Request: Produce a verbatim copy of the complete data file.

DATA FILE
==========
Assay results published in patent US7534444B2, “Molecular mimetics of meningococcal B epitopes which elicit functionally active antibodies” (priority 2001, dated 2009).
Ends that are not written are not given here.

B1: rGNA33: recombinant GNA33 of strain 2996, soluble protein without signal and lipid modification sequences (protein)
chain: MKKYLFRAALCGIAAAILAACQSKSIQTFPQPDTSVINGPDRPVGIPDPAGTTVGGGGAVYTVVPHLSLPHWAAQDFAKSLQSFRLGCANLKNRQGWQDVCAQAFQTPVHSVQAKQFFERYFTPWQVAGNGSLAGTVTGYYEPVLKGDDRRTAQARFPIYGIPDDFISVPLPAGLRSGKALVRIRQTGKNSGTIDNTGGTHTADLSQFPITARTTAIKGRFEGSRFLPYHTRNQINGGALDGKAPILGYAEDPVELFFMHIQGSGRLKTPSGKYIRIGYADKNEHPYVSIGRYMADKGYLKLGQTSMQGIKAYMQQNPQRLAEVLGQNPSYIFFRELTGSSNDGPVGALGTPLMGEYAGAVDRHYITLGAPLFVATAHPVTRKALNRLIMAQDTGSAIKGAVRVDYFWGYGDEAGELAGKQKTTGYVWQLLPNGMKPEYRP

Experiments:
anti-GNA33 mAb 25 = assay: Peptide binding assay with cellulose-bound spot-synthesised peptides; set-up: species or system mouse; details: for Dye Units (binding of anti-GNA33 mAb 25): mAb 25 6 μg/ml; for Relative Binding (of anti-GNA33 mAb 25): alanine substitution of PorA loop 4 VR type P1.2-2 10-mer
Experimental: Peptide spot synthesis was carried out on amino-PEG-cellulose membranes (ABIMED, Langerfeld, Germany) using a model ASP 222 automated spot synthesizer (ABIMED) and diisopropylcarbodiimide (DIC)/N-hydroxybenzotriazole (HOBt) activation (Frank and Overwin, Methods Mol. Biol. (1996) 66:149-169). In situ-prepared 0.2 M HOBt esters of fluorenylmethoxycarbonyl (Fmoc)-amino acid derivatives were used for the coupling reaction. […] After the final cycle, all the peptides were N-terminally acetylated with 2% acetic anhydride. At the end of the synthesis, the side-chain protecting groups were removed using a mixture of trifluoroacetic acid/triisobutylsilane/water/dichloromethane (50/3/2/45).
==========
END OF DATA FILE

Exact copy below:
Assay results published in patent US7534444B2, “Molecular mimetics of meningococcal B epitopes which elicit functionally active antibodies” (priority 2001, dated 2009).
Ends that are not written are not given here.

B1: rGNA33: recombinant GNA33 of strain 2996, soluble protein without signal and lipid modification sequences (protein)
chain: MKKYLFRAALCGIAAAILAACQSKSIQTFPQPDTSVINGPDRPVGIPDPAGTTVGGGGAVYTVVPHLSLPHWAAQDFAKSLQSFRLGCANLKNRQGWQDVCAQAFQTPVHSVQAKQFFERYFTPWQVAGNGSLAGTVTGYYEPVLKGDDRRTAQARFPIYGIPDDFISVPLPAGLRSGKALVRIRQTGKNSGTIDNTGGTHTADLSQFPITARTTAIKGRFEGSRFLPYHTRNQINGGALDGKAPILGYAEDPVELFFMHIQGSGRLKTPSGKYIRIGYADKNEHPYVSIGRYMADKGYLKLGQTSMQGIKAYMQQNPQRLAEVLGQNPSYIFFRELTGSSNDGPVGALGTPLMGEYAGAVDRHYITLGAPLFVATAHPVTRKALNRLIMAQDTGSAIKGAVRVDYFWGYGDEAGELAGKQKTTGYVWQLLPNGMKPEYRP

Experiments:
anti-GNA33 mAb 25 = assay: Peptide binding assay with cellulose-bound spot-synthesised peptides; set-up: species or system mouse; details: for Dye Units (binding of anti-GNA33 mAb 25): mAb 25 6 μg/ml; for Relative Binding (of anti-GNA33 mAb 25): alanine substitution of PorA loop 4 VR type P1.2-2 10-mer
Experimental: Peptide spot synthesis was carried out on amino-PEG-cellulose membranes (ABIMED, Langerfeld, Germany) using a model ASP 222 automated spot synthesizer (ABIMED) and diisopropylcarbodiimide (DIC)/N-hydroxybenzotriazole (HOBt) activation (Frank and Overwin, Methods Mol. Biol. (1996) 66:149-169). In situ-prepared 0.2 M HOBt esters of fluorenylmethoxycarbonyl (Fmoc)-amino acid derivatives were used for the coupling reaction. […] After the final cycle, all the peptides were N-terminally acetylated with 2% acetic anhydride. At the end of the synthesis, the side-chain protecting groups were removed using a mixture of trifluoroacetic acid/triisobutylsilane/water/dichloromethane (50/3/2/45).